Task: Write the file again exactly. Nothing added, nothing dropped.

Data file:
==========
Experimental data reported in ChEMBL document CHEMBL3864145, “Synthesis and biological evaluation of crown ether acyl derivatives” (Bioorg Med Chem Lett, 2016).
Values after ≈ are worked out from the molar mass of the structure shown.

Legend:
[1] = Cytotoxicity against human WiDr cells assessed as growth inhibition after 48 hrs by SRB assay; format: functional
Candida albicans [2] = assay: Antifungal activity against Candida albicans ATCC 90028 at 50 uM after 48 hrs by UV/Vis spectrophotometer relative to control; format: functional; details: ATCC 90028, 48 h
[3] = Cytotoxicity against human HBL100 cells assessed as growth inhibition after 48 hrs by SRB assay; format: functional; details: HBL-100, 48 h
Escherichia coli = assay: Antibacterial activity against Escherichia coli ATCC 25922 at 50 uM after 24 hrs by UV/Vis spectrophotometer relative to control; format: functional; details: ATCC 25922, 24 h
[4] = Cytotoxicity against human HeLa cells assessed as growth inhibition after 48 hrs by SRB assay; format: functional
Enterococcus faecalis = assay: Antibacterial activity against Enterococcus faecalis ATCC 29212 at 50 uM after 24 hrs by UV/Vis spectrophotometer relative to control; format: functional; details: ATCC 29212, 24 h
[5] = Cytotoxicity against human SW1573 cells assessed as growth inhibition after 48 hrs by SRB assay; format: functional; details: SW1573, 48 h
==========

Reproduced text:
Experimental data reported in ChEMBL document CHEMBL3864145, “Synthesis and biological evaluation of crown ether acyl derivatives” (Bioorg Med Chem Lett, 2016).
Values after ≈ are worked out from the molar mass of the structure shown.

Legend:
[1] = Cytotoxicity against human WiDr cells assessed as growth inhibition after 48 hrs by SRB assay; format: functional
Candida albicans [2] = assay: Antifungal activity against Candida albicans ATCC 90028 at 50 uM after 48 hrs by UV/Vis spectrophotometer relative to control; format: functional; details: ATCC 90028, 48 h
[3] = Cytotoxicity against human HBL100 cells assessed as growth inhibition after 48 hrs by SRB assay; format: functional; details: HBL-100, 48 h
Escherichia coli = assay: Antibacterial activity against Escherichia coli ATCC 25922 at 50 uM after 24 hrs by UV/Vis spectrophotometer relative to control; format: functional; details: ATCC 25922, 24 h
[4] = Cytotoxicity against human HeLa cells assessed as growth inhibition after 48 hrs by SRB assay; format: functional
Enterococcus faecalis = assay: Antibacterial activity against Enterococcus faecalis ATCC 29212 at 50 uM after 24 hrs by UV/Vis spectrophotometer relative to control; format: functional; details: ATCC 29212, 24 h
[5] = Cytotoxicity against human SW1573 cells assessed as growth inhibition after 48 hrs by SRB assay; format: functional; details: SW1573, 48 h